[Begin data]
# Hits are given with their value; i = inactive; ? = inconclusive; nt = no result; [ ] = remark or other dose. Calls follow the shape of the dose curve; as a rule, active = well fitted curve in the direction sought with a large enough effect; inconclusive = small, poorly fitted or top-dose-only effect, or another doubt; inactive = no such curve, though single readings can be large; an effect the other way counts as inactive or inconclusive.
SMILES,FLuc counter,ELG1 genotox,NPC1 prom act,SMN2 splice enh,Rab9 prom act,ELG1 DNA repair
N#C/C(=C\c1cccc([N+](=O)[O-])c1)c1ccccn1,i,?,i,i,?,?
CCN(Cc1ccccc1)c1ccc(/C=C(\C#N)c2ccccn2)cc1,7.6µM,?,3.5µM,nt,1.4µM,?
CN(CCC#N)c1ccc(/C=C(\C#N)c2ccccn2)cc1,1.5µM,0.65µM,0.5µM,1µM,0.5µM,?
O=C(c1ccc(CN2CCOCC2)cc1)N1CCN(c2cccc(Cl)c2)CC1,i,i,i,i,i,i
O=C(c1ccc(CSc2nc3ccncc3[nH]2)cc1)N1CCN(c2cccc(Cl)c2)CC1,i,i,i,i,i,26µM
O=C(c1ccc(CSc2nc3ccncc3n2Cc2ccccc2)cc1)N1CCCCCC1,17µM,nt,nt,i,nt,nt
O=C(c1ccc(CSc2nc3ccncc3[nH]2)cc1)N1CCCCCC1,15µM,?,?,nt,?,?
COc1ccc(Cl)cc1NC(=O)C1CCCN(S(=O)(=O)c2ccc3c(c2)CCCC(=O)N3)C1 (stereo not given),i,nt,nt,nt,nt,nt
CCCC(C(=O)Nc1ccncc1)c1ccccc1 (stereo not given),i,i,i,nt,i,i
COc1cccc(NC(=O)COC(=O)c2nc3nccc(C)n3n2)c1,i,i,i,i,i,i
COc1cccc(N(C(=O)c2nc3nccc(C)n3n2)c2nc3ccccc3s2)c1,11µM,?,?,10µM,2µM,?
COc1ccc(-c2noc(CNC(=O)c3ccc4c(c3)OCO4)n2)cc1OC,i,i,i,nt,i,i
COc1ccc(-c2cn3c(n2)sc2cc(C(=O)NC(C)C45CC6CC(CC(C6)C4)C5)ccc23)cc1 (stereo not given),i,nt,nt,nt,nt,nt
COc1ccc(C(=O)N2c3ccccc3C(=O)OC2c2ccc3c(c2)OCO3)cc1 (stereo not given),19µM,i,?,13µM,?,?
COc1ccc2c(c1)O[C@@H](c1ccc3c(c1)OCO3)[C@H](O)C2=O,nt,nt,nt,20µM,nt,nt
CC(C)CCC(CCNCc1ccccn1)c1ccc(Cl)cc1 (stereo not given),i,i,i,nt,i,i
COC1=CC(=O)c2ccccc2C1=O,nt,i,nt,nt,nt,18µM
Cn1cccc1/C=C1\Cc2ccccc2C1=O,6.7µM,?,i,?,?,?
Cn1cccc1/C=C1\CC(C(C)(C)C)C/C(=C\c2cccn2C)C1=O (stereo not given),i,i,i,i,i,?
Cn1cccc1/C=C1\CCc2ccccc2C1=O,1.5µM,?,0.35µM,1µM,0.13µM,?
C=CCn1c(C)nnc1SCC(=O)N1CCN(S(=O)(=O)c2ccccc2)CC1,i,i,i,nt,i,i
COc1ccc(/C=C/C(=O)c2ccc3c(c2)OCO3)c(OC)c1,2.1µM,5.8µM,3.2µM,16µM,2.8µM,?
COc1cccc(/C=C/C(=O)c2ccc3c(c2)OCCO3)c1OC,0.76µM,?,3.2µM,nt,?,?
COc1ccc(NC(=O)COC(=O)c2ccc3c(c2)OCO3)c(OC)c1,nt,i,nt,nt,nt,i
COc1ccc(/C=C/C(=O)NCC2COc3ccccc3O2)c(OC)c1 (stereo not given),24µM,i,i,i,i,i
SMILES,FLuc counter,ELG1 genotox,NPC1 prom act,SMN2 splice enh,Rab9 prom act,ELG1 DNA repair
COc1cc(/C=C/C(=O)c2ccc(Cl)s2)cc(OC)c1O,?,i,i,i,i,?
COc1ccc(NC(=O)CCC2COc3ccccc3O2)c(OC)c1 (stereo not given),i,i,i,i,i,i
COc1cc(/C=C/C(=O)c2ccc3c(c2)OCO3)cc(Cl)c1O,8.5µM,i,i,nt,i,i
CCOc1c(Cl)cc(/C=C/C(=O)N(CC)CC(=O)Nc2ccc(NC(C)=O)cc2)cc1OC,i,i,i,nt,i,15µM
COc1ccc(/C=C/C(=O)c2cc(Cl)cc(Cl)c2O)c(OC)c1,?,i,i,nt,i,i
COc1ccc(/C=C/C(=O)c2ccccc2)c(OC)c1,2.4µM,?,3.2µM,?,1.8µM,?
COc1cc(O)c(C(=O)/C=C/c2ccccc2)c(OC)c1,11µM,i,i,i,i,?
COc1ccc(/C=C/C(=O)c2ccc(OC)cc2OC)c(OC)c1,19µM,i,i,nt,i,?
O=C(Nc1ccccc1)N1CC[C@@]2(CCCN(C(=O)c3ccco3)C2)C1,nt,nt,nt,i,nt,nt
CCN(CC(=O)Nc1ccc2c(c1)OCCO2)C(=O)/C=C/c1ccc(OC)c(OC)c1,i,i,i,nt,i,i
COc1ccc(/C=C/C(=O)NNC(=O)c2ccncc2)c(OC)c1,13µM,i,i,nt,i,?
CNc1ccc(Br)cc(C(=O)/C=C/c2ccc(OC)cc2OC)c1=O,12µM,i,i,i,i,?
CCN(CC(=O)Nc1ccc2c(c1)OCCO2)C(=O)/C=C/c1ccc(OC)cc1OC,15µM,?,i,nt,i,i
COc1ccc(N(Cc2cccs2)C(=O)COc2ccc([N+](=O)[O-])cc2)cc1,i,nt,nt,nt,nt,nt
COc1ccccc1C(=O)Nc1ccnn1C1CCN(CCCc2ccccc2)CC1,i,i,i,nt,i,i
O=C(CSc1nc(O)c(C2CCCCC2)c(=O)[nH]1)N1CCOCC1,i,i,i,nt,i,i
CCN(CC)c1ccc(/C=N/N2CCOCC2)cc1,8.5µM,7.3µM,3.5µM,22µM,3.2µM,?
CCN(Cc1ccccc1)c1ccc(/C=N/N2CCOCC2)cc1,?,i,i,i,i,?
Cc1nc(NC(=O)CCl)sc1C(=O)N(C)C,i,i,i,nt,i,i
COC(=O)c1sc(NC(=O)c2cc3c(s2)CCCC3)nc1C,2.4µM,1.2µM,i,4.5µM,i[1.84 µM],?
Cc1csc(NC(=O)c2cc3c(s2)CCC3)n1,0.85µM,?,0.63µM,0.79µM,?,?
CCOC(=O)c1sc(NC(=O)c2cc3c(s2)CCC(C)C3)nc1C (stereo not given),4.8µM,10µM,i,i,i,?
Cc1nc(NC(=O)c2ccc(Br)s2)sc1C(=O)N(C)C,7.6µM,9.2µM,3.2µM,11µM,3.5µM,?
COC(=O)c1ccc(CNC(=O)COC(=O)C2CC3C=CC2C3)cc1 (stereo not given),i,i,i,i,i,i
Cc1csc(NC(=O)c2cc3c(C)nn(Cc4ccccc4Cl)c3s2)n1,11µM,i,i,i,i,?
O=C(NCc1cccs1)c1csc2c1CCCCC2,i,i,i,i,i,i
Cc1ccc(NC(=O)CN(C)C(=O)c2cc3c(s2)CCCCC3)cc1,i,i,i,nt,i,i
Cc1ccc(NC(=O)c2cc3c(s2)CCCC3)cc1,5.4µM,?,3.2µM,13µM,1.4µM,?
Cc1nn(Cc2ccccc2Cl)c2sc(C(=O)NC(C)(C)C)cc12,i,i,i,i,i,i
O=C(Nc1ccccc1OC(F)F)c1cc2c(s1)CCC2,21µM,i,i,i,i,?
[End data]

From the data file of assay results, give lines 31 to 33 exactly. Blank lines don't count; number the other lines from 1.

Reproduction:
COc1cc(/C=C/C(=O)c2ccc3c(c2)OCO3)cc(Cl)c1O,8.5µM,i,i,nt,i,i
CCOc1c(Cl)cc(/C=C/C(=O)N(CC)CC(=O)Nc2ccc(NC(C)=O)cc2)cc1OC,i,i,i,nt,i,15µM
COc1ccc(/C=C/C(=O)c2cc(Cl)cc(Cl)c2O)c(OC)c1,?,i,i,nt,i,i